Spicing things up a bit is the inclusion of “resolver” weapons and Supremo backpacks. Each of these serve to tinker your equipment load-out in a specific way. They also allow an opportunity for a special move of sorts when fully loaded. It’s a nice idea but between this and the “amigos” (animal sidekicks that help you in battle) there’s very little else that’s original here.

The sense of Deja vu in this game is just too great to ignore. We’ve done this before, we’ve taken these areas back from enemies before and we’ve seen these same tired, unskippable cutscenes of liberated areas before. Even the animations are the same this time around, with animal attacks almost identical to previous Far Cry games. On the plus side, it’s better than Call Of Duty: Vanguard, which doesn’t even bother to animate this in, but it still feels disappointing, especially given the 3 year wait between titles.

Enemies in this game are absolutely atrocious. Soldiers run into walls, find themselves stuck on scenery, throw grenades aimlessly and move unimaginatively across the battlefield. Oh, and that’s before mentioning the four different enemy designs. There’s generic female soldier 1, generic female soldier 2, generic male soldier 1 and generic male soldier 2. Slap some armour onto those bad boys, switch up the weapons and we’ve got ourselves an army!

Whether it be “Action Mode” or “Story Mode”, the generic visual design and the woeful AI really breaks the immersion in the game. Take, as an example, Killzone 2. Guerrilla’s masterful shooter came out in 2009 and that AI is leaps and bounds above what’s here.

The final point I’d like to make about Far Cry 6 is its microtransactions. Yes, they’re optional and cosmetic but the game plays a few particularly nasty little tricks to try and entice you to buy items from the shop. Glowing TVs and an accompanying icon in each of the camps allows you to jump straight in and buy the Vaas Insanity DLC. The game’s load-up screen also promotes this, as does the first time you boot the game up, with a big splash screen you need to navigate past.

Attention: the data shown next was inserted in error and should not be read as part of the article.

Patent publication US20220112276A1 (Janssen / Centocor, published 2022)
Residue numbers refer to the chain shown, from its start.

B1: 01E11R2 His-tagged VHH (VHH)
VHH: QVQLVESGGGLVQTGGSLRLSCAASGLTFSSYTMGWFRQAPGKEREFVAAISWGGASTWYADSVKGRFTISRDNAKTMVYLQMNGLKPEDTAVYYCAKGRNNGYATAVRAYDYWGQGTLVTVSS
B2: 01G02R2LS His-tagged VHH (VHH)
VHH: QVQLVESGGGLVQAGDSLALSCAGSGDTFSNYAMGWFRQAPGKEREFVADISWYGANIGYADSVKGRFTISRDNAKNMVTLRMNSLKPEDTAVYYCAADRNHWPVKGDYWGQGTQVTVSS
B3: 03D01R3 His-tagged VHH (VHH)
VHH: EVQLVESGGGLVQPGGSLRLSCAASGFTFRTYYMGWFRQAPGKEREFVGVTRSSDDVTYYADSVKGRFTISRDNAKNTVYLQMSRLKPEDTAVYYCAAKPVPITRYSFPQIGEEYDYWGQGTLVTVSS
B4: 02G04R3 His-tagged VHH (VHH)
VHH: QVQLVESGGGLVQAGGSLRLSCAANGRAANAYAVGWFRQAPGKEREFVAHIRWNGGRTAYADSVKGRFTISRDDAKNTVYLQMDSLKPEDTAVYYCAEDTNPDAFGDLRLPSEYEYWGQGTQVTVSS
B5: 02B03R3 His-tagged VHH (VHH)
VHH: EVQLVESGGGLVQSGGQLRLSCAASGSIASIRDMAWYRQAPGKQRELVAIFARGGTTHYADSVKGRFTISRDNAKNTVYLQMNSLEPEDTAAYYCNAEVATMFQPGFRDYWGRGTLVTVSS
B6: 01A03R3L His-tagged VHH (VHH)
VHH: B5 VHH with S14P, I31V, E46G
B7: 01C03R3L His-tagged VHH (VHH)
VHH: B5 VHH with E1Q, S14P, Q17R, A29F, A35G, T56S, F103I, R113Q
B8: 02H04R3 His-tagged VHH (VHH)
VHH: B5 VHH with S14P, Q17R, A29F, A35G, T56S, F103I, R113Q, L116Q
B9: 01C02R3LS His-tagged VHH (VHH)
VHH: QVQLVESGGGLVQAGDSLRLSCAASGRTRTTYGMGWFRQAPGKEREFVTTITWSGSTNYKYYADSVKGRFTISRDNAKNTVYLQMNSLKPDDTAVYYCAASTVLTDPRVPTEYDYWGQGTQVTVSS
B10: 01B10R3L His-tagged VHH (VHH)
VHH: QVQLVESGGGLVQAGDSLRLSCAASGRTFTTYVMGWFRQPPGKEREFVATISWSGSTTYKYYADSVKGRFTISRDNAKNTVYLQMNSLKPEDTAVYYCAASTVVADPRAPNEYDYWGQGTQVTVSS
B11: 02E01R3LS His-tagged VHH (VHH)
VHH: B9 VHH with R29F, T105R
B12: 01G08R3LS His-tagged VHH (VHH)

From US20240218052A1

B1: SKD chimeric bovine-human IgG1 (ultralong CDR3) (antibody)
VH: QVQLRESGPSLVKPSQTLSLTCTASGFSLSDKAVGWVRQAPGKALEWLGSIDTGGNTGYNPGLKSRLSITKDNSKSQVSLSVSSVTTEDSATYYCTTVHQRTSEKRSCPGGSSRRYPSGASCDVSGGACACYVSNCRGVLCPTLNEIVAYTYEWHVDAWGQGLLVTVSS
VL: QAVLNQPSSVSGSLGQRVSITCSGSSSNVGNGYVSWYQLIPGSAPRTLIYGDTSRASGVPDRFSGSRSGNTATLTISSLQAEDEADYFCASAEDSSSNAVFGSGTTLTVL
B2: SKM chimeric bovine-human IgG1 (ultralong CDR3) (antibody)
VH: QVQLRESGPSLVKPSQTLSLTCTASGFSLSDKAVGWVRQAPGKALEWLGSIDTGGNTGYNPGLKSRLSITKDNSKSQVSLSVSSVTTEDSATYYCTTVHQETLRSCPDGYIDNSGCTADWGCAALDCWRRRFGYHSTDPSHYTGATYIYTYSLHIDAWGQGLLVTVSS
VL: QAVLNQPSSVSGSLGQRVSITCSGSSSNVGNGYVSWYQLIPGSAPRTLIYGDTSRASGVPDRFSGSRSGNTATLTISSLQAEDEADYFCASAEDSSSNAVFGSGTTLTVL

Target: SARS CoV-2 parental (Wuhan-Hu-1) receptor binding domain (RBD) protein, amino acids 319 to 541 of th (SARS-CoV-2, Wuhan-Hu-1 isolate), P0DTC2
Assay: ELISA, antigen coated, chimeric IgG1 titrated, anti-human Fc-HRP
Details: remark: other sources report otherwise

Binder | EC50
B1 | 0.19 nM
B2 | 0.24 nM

And if that wasn’t enough, before you leave the first island you’re given 300 Far Cry Credits. This is enough to unlock a few icons on the map (highly recommended to do for the USB Stick locations) but nowhere near enough to buy anything decent. Then again, it does the trick and gets you onto the shop, which is Ubi’s aim here. However, it does feel particularly forceful here, in a game that lacks polish and finesse.

The end-game is the best example to show how little care has been put into this. After toppling Castillo and his forces, the world is largely unchanged. The only difference now is that things grow harder and enemies are a bit more beefed up. Insurgency leaders spring up and you’re given special missions to take them out. All good so far, right? Well, when things get hot and heavy, a screen flashes up telling you that “Castillo’s Special Forces” are after you… even those Castillo and his special forces are gone.

I mentioned in my last review for Far Cry 5 that this franchise was in desperate need of an overhaul. And much like Ubisoft execs haven’t listened to its workforce to cut out the abuse, Far Cry 6 hasn’t listened to its fanbase to make meaningful changes to push this franchise forward. This is a shallow, uninspiring open world slog.

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  • Verdict - 5/10

3 thoughts on “Far Cry 6 Review – A shallow, uninspiring open world slog”

  1. I have FC2 thru 5 and it is a shame reading about 6 being sold unpolished, I have the view there is a real problem in the core design with the cut-scenes that you cannot avoid which are designed to seriously annoy customers who have to kill against the clock again and again like this is a psycho training exercise that does seem to coincide with real-world stupidity. I actually half broke the left mouse button getting past some stupidity in the game and went on to accidentally buy shares by volume rather than cash which luckily made me loads of money in a speedy trade so I will not be too harsh however, I’m not buying fc6. One good point to make, when winter starts and the long cold nights draw-in, fire-up FC3 for the tropical island open-world which is nice to explore once a year and the thing I want with hi-res graphics and detail from FC7 and no more distractions!

  2. After buying Far Cry 6 and playing partway through it, I have had my fill 9o Ubisoft. I have never seen a company that has such naked contempt for their customers. My compl;ains about Far Cry 6are: